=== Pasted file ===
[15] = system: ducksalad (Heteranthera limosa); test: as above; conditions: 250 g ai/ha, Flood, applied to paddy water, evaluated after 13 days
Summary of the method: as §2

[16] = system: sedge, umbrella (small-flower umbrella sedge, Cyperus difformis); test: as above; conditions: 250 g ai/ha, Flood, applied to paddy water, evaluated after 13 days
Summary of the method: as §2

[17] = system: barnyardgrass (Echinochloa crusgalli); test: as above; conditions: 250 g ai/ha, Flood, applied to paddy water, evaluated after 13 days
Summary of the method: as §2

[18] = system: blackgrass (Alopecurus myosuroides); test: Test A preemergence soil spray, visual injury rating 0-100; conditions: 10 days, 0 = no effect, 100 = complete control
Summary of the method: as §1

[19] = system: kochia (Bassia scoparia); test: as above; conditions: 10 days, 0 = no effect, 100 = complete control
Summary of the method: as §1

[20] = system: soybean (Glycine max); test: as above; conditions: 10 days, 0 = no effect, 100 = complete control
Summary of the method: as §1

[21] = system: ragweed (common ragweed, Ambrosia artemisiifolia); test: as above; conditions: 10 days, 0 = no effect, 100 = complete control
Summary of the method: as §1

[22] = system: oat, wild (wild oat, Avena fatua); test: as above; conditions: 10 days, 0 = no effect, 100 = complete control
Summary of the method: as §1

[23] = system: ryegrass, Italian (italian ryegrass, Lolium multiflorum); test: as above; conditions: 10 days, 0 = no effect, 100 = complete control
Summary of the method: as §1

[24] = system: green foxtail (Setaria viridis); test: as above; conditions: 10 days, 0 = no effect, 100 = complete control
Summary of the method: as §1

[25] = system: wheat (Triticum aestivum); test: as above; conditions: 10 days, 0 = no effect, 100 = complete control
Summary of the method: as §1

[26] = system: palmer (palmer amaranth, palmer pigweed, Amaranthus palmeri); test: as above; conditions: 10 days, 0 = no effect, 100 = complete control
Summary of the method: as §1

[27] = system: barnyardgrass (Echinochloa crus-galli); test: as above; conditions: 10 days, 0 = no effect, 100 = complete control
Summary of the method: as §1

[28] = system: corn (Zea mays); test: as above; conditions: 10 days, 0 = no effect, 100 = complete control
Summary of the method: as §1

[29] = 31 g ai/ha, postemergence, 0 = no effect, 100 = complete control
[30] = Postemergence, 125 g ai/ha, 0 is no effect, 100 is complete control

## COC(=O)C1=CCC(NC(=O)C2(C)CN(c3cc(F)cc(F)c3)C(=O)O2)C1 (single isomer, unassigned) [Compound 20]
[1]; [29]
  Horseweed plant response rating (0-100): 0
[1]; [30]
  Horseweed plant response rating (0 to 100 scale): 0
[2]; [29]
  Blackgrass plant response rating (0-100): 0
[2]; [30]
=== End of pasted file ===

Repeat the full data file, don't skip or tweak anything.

[15] = system: ducksalad (Heteranthera limosa); test: as above; conditions: 250 g ai/ha, Flood, applied to paddy water, evaluated after 13 days
Summary of the method: as §2

[16] = system: sedge, umbrella (small-flower umbrella sedge, Cyperus difformis); test: as above; conditions: 250 g ai/ha, Flood, applied to paddy water, evaluated after 13 days
Summary of the method: as §2

[17] = system: barnyardgrass (Echinochloa crusgalli); test: as above; conditions: 250 g ai/ha, Flood, applied to paddy water, evaluated after 13 days
Summary of the method: as §2

[18] = system: blackgrass (Alopecurus myosuroides); test: Test A preemergence soil spray, visual injury rating 0-100; conditions: 10 days, 0 = no effect, 100 = complete control
Summary of the method: as §1

[19] = system: kochia (Bassia scoparia); test: as above; conditions: 10 days, 0 = no effect, 100 = complete control
Summary of the method: as §1

[20] = system: soybean (Glycine max); test: as above; conditions: 10 days, 0 = no effect, 100 = complete control
Summary of the method: as §1

[21] = system: ragweed (common ragweed, Ambrosia artemisiifolia); test: as above; conditions: 10 days, 0 = no effect, 100 = complete control
Summary of the method: as §1

[22] = system: oat, wild (wild oat, Avena fatua); test: as above; conditions: 10 days, 0 = no effect, 100 = complete control
Summary of the method: as §1

[23] = system: ryegrass, Italian (italian ryegrass, Lolium multiflorum); test: as above; conditions: 10 days, 0 = no effect, 100 = complete control
Summary of the method: as §1

[24] = system: green foxtail (Setaria viridis); test: as above; conditions: 10 days, 0 = no effect, 100 = complete control
Summary of the method: as §1

[25] = system: wheat (Triticum aestivum); test: as above; conditions: 10 days, 0 = no effect, 100 = complete control
Summary of the method: as §1

[26] = system: palmer (palmer amaranth, palmer pigweed, Amaranthus palmeri); test: as above; conditions: 10 days, 0 = no effect, 100 = complete control
Summary of the method: as §1

[27] = system: barnyardgrass (Echinochloa crus-galli); test: as above; conditions: 10 days, 0 = no effect, 100 = complete control
Summary of the method: as §1

[28] = system: corn (Zea mays); test: as above; conditions: 10 days, 0 = no effect, 100 = complete control
Summary of the method: as §1

[29] = 31 g ai/ha, postemergence, 0 = no effect, 100 = complete control
[30] = Postemergence, 125 g ai/ha, 0 is no effect, 100 is complete control

## COC(=O)C1=CCC(NC(=O)C2(C)CN(c3cc(F)cc(F)c3)C(=O)O2)C1 (single isomer, unassigned) [Compound 20]
[1]; [29]
  Horseweed plant response rating (0-100): 0
[1]; [30]
  Horseweed plant response rating (0 to 100 scale): 0
[2]; [29]
  Blackgrass plant response rating (0-100): 0
[2]; [30]